So if being the best widget maker does not make you a good supervisor, what does?  Well, that may vary from organization to organization, and it may depend on who is being supervised, right?  I mean a good plant supervisor on the production floor is not necessarily going to have the same skills as a manager in the accounting department, right?  Not so fast, my friend.  There may be slight variations, but what I am saying is that being a good supervisor or manager does have a common set of skills or, as my HR friends like to say, competencies that are common to all good supervisors.    Let’s go back to Dr. Bradberry’s and Ms. Branham’s lists of why people leave their jobs.  Dr. Bradberry says one reason people leave their jobs is managers “Hire and promote the wrong people.”  Ms. Branham says, “There is a mismatch between the job and person.”  So given that, one competency we need in a good manager is the ability to assess and evaluate talent.  Then we have, “They fail to develop people skills,” or put another way, “There is too little coaching and feedback.”   Don’t we then want somebody who knows how to communicate and give constructive feedback?  Maybe somebody who can manage conflict?  And finally, bad managers do “Not recognize contributions and reward good work” or make their “Employees feel devalued and unrecognized.”  Now I could go through both lists, put them all down here and ask you the same question.  How many of you have a supervisor job description that has any of these things as a competency or job duty or even mentions these?  If you do, good for you, you are ahead of the game.  If you don’t, why not?  But that is not the end, now is it?  Remember, “Garbage in, garbage out.”  So you have a nice shiny new job description that requires your managers to be able to communicate, and assess talent and deal with conflict in a fast-paced manufacturing environment blah, blah, blah!  Are you actually hiring people that have these skills?  Not if you are just hiring the best widget makers.  And this is where our friends from HR come in – are you helping management to see and assess these competencies?  Are you getting good candidates?  And when you get good candidates, do recognize this and hire them?  Promoting from within is a great goal, one all companies should aspire to.  But you have to promote the right people, with the right skill set.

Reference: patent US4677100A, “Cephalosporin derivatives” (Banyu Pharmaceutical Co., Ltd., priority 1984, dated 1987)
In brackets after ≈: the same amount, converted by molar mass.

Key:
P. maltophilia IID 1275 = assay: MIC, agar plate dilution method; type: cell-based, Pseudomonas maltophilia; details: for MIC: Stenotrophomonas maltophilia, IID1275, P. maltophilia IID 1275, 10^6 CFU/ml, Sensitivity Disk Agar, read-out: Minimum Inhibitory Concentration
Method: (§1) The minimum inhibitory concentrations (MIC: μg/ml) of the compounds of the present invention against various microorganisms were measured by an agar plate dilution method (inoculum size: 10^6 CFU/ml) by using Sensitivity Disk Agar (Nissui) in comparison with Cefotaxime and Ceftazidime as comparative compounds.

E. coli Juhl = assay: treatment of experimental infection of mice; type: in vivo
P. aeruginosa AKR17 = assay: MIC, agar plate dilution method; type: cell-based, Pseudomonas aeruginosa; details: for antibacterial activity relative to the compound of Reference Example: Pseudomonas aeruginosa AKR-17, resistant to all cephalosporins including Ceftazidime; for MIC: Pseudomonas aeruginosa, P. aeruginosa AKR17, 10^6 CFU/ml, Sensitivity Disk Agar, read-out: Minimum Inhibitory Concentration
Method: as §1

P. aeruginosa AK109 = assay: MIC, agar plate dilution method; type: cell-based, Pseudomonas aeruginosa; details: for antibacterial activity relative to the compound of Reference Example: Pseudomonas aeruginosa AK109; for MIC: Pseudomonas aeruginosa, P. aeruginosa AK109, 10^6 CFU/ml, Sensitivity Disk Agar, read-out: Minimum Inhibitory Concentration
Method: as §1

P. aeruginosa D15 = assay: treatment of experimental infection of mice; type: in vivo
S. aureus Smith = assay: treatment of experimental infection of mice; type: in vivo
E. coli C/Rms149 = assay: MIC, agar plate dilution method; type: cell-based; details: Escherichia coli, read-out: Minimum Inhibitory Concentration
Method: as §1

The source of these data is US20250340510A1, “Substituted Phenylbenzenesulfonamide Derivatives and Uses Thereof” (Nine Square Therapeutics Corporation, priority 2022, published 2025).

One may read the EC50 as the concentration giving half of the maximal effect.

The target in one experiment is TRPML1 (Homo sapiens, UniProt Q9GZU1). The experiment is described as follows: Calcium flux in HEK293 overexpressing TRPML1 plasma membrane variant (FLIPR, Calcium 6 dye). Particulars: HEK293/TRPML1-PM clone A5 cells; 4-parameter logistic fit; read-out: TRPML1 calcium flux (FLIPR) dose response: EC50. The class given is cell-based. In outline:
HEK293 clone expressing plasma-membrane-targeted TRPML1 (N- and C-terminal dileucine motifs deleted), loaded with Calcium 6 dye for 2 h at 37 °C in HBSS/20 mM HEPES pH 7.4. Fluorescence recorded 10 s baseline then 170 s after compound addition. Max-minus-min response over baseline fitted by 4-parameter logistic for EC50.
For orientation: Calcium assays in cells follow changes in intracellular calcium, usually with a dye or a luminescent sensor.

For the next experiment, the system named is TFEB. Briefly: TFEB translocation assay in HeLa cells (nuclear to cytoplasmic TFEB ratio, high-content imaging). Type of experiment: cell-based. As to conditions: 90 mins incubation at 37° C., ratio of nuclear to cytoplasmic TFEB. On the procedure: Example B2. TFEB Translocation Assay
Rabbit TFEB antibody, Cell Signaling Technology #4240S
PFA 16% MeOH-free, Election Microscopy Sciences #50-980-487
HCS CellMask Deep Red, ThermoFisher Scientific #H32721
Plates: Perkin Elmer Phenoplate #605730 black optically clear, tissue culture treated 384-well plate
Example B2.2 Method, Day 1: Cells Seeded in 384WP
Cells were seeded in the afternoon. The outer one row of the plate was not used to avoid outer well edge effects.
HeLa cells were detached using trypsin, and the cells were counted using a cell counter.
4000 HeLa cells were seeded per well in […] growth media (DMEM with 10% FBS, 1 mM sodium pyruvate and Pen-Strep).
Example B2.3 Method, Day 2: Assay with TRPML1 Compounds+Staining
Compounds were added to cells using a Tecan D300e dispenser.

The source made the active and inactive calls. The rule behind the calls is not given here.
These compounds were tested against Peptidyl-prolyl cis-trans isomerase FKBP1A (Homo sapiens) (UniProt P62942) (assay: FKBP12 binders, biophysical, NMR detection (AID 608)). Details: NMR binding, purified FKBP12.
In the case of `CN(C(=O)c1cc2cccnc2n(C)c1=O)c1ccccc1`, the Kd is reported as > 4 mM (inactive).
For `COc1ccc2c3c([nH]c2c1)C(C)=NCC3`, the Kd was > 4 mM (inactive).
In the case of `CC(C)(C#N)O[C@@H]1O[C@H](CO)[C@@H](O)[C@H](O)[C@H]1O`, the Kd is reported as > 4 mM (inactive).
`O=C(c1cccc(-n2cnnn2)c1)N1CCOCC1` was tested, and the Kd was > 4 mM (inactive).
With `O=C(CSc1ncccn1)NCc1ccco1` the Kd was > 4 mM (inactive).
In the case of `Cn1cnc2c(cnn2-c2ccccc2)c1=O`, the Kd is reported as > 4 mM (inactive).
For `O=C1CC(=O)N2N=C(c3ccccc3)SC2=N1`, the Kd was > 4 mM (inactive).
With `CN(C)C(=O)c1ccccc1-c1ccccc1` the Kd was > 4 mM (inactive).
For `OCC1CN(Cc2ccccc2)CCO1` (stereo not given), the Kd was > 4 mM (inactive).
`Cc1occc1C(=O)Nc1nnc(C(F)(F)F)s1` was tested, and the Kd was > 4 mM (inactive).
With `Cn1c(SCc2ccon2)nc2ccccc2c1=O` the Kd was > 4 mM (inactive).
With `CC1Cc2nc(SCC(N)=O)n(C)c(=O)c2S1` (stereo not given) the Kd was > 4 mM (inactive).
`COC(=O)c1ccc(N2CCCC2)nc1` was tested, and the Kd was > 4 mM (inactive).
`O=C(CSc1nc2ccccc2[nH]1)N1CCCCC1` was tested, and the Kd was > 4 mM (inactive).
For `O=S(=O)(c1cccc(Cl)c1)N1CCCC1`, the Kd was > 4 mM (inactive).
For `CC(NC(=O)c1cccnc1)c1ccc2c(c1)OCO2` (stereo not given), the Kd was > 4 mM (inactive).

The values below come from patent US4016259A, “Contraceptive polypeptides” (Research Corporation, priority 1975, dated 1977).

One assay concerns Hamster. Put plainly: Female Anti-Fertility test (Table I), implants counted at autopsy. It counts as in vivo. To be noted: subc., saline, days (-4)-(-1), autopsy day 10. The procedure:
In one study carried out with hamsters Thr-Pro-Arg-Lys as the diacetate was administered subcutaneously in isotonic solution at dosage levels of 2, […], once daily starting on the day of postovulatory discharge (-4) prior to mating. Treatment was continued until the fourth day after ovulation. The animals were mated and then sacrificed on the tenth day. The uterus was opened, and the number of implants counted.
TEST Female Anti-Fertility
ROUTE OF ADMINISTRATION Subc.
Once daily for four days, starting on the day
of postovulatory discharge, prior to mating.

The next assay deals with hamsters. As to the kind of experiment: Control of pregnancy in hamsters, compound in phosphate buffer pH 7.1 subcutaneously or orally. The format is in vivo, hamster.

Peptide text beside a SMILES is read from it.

OK, we have the right people in the door and they have all the skills we are looking for.  Now what do we do?  What we do is we make sure we have a culture that values and rewards enhancing and developing those skills.  And the only way to do that is train, train, train.  And here is where you know that I am serious.  I’m not talking about having us in to train about the law.  Yes, that is important and I want you to do that too, but that is not the most important thing.  We are talking about training supervisors and managers, and I mean all supervisors and managers, all the way up to the top.

And upper level management has to live that training too. You see, the only way to create a culture of excellence, one that values the skills we are looking for in our managers, is for upper management to support the training.  They have to show up.

The second thing we need to do is make this mandatory.  Knowing your job and developing the skills that you need to do it well should never be voluntary, it is part of your job.  So no “I’m too busy on the line” or “the month end report is due” excuses.  You show up and you participate or it will cost you.  Because we are evaluating you on this stuff.  And we will talk about that in a second.